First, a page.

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Kelly hits Hatch on his home turf

Republican attorney general candidate Tom Kelly brought the campaign to Duluth, attacking DFL incumbent Mike Hatch on his home turf Wednesday. Kelly charged Hatch with using the office of attorney general to reward "his trial lawyer buddies" and ...

Republican attorney general candidate Tom Kelly brought the campaign to Duluth, attacking DFL incumbent Mike Hatch on his home turf Wednesday.

Kelly charged Hatch with using the office of attorney general to reward "his trial lawyer buddies" and challenged the incumbent to a series of three debates.

"By shamelessly using the courts to generate publicity for himself, Mike Hatch has become part of the problem, not part of the solution," Kelly said. "The attorney general should be fighting to make the legal system work better for Minnesotans, not exploiting it."

Kelly said people have lost faith in the legal system. He said 60 percent believe the system is not easy to use, 72 percent believe that cases take too long to resolve and 81 percent believe the average person cannot afford to take a case through the system.

"The costs of the problems of our legal system extend to every sector of society," he said. As examples, he cited the rising costs doctors face in malpractice insurance and how liability insurance costs are driving up the price of new homes.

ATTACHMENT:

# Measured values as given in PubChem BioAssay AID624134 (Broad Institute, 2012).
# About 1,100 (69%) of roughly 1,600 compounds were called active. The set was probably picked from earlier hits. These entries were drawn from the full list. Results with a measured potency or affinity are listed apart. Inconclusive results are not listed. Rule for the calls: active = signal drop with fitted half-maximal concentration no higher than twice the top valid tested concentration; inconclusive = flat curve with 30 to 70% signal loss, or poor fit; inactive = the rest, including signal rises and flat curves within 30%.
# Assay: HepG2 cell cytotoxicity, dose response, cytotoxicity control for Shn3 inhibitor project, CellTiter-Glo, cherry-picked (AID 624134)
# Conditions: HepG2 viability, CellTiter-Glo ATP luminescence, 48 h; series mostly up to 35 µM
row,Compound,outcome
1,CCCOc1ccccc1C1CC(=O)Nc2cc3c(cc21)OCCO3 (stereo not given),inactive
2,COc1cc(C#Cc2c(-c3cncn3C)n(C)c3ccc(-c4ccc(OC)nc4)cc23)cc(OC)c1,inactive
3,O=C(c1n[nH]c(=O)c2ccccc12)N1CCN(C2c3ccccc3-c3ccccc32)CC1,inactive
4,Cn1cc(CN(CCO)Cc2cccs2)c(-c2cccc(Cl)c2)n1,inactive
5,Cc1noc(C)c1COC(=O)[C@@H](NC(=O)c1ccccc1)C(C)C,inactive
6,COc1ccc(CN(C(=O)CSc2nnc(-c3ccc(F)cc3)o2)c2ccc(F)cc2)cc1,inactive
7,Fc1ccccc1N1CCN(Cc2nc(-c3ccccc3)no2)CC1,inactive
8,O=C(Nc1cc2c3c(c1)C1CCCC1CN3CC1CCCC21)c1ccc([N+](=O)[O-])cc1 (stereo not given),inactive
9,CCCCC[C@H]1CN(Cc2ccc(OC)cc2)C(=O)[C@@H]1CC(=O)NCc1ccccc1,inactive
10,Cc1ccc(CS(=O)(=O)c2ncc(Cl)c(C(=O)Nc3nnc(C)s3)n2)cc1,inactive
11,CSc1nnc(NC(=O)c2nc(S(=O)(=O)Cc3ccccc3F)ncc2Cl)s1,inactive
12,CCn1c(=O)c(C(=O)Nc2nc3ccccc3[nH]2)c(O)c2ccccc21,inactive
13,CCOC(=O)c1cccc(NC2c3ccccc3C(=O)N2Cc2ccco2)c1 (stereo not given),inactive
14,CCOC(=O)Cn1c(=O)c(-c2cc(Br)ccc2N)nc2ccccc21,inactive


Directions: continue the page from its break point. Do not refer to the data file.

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Kelly said that as attorney general, he would take the lead in reforming the legal system so it works as well for the public as it does for lawyers.

The candidate said he would institute a limited "loser pays" rule for legal fees to deter frivolous claims and establish time limits for all but the largest court cases.

Kelly would prohibit the attorney general's office from retaining contingency fee lawyers without the specific consent of the Legislature. He would also take a look at how treaty law is affecting the use of natural resources.

Kelly said he and Hatch owe voters the opportunity to compare their different visions for the office in debates.

This is Kelly's first run for office. The Medina resident has been an attorney in private practice since 1984.

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